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I’m currently going through a divorce and a child custody battle with my wife. At this time I retained physical custody of our children and live in the home, because my wife has psychiatric issues. Over the last weekend while we were exchanging the children at a pre-designated location, my wife assaulted me in the parking lot and was arrested for domestic violence. This happened in front of the children and in front of several witnesses, which the police interviewed. This is happened before in the past, but this is the first time it happened in front of the children. On all previous occasions I had taken pictures of the bruising and documented what it happened. I don’t want the mother of my children to go to jail, so I’d like to drop the charges, but I would still like the Family Court judge to take her arrest into consideration. Will let her my custody case if I drop the domestic violence case against my ex-wife? If I drop the domestic violence case will this affect anything else in my divorce, such as child support?

ANSWER:

Technically, you are not actually able to drop charges such as these. Most people do not understand that the state, not the victim, decides if such a case moves forward or gets dropped. Many people feel that they have the right to simply drop criminal charges as they see fit, this is both against public policy and and not the best interest of the victim, regardless what they think. But if you refuse to testify, in many cases that will cause such a matter to be dropped, especially since you are married and have spousal privilege. The fact that there were other witnesses, means that your testimony really isn’t required in order to obtain a conviction against your ex-wife. With that being said, strategically I would not drop the charges and use them as leverage against your wife. A conviction in criminal court, would give you leverage in Family Court that you simply cannot buy. So it is in your best interest, not to drop the trip criminal charges, allow the courts to do their jobs and use the disposition of the court in the family court matter. In my opinion, it could only hurt your case to drop the charges, especially if the Family Court judge knows you have dropped them. There really isn’t any other way for the judge to look at it, other than the accusations you are making about your wife’s psychiatric conditions and violence are untrue. This certainly can affect your entire divorce proceedings, as child custody will be based on which parent is best suited to raise the children and a filing woman with psychiatric issues, is certainly not the best choice. Furthermore once you get child custody, then you can ask for child support. So any evidence used in court to obtain the desired result for your case, certainly has an effect on the outcome of your case.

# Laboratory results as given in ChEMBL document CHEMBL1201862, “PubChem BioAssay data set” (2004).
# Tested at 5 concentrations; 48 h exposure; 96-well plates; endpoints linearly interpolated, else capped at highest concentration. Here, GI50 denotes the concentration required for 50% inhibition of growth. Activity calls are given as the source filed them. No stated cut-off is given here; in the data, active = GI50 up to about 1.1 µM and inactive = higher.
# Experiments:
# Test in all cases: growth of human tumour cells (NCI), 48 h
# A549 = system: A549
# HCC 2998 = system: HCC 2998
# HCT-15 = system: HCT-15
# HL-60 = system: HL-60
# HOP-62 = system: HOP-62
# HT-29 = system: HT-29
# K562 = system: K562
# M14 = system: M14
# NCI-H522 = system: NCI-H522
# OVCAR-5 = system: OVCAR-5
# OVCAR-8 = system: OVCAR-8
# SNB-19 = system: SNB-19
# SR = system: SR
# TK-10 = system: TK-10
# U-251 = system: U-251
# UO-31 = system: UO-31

Joseph F. Botelho, Esq.

BOTELHO LAW GROUP
Attorneys At Law

901 Eastern Ave.
Unit 2
Fall River, MA 02723

Office:  888-269-0688

Email: jbotelho@botelholawgroup.com

https://www.botelholawgroup.com/

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